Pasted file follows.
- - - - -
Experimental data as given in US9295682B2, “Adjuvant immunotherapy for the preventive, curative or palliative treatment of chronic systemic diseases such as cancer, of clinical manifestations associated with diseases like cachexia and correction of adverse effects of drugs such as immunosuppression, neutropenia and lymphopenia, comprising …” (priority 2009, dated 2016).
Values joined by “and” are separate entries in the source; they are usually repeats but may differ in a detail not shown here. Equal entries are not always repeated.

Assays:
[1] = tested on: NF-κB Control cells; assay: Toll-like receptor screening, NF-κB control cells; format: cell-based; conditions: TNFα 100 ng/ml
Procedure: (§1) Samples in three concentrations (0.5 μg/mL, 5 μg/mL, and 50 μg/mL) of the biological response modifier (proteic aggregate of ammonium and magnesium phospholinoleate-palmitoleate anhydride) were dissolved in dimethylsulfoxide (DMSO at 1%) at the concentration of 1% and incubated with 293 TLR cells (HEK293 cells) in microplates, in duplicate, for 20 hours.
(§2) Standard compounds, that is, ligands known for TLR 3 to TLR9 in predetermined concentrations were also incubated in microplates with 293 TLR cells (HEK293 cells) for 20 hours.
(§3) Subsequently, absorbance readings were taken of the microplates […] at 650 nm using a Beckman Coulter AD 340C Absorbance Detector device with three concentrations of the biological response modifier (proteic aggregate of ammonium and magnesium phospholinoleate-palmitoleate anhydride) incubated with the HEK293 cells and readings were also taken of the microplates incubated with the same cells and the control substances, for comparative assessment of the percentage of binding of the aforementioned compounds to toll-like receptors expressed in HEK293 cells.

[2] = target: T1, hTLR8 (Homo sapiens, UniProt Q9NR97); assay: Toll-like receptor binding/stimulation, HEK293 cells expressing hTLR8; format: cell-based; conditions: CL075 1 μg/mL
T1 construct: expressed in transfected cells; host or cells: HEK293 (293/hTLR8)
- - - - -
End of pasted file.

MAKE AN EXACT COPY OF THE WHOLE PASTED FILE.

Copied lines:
Experimental data as given in US9295682B2, “Adjuvant immunotherapy for the preventive, curative or palliative treatment of chronic systemic diseases such as cancer, of clinical manifestations associated with diseases like cachexia and correction of adverse effects of drugs such as immunosuppression, neutropenia and lymphopenia, comprising …” (priority 2009, dated 2016).
Values joined by “and” are separate entries in the source; they are usually repeats but may differ in a detail not shown here. Equal entries are not always repeated.

Assays:
[1] = tested on: NF-κB Control cells; assay: Toll-like receptor screening, NF-κB control cells; format: cell-based; conditions: TNFα 100 ng/ml
Procedure: (§1) Samples in three concentrations (0.5 μg/mL, 5 μg/mL, and 50 μg/mL) of the biological response modifier (proteic aggregate of ammonium and magnesium phospholinoleate-palmitoleate anhydride) were dissolved in dimethylsulfoxide (DMSO at 1%) at the concentration of 1% and incubated with 293 TLR cells (HEK293 cells) in microplates, in duplicate, for 20 hours.
(§2) Standard compounds, that is, ligands known for TLR 3 to TLR9 in predetermined concentrations were also incubated in microplates with 293 TLR cells (HEK293 cells) for 20 hours.
(§3) Subsequently, absorbance readings were taken of the microplates […] at 650 nm using a Beckman Coulter AD 340C Absorbance Detector device with three concentrations of the biological response modifier (proteic aggregate of ammonium and magnesium phospholinoleate-palmitoleate anhydride) incubated with the HEK293 cells and readings were also taken of the microplates incubated with the same cells and the control substances, for comparative assessment of the percentage of binding of the aforementioned compounds to toll-like receptors expressed in HEK293 cells.

[2] = target: T1, hTLR8 (Homo sapiens, UniProt Q9NR97); assay: Toll-like receptor binding/stimulation, HEK293 cells expressing hTLR8; format: cell-based; conditions: CL075 1 μg/mL
T1 construct: expressed in transfected cells; host or cells: HEK293 (293/hTLR8)